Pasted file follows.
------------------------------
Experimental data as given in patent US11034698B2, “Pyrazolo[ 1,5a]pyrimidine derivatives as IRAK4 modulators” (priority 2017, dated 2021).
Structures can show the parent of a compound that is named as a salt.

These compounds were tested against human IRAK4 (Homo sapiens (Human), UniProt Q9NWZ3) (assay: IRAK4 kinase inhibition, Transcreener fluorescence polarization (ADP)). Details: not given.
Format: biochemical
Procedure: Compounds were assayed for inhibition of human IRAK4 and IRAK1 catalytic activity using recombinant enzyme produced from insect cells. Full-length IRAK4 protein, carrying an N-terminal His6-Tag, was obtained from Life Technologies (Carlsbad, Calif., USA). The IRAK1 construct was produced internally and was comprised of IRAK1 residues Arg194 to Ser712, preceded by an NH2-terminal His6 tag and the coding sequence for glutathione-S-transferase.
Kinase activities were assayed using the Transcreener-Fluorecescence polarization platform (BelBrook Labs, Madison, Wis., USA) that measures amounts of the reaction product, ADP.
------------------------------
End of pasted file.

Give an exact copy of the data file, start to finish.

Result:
Experimental data as given in patent US11034698B2, “Pyrazolo[ 1,5a]pyrimidine derivatives as IRAK4 modulators” (priority 2017, dated 2021).
Structures can show the parent of a compound that is named as a salt.

These compounds were tested against human IRAK4 (Homo sapiens (Human), UniProt Q9NWZ3) (assay: IRAK4 kinase inhibition, Transcreener fluorescence polarization (ADP)). Details: not given.
Format: biochemical
Procedure: Compounds were assayed for inhibition of human IRAK4 and IRAK1 catalytic activity using recombinant enzyme produced from insect cells. Full-length IRAK4 protein, carrying an N-terminal His6-Tag, was obtained from Life Technologies (Carlsbad, Calif., USA). The IRAK1 construct was produced internally and was comprised of IRAK1 residues Arg194 to Ser712, preceded by an NH2-terminal His6 tag and the coding sequence for glutathione-S-transferase.
Kinase activities were assayed using the Transcreener-Fluorecescence polarization platform (BelBrook Labs, Madison, Wis., USA) that measures amounts of the reaction product, ADP.